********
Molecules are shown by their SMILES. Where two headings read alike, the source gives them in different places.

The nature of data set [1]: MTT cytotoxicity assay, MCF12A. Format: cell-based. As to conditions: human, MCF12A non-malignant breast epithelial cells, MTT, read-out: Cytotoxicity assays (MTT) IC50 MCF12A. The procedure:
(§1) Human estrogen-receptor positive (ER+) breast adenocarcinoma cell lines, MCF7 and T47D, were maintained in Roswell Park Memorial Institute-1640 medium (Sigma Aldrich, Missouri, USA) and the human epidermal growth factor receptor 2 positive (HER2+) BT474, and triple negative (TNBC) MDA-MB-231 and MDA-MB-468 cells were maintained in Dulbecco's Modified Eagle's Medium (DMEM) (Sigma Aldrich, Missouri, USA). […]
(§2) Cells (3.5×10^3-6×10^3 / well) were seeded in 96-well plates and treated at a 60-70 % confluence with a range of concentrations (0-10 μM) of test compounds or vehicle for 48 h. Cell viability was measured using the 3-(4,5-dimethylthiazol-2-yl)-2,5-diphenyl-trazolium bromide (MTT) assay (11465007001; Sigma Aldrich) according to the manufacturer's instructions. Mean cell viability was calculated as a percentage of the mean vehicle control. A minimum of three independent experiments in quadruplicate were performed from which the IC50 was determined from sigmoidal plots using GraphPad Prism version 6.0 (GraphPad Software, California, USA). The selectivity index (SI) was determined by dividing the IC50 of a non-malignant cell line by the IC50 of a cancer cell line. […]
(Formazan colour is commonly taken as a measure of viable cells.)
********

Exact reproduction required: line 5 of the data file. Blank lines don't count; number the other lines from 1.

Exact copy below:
(Formazan colour is commonly taken as a measure of viable cells.)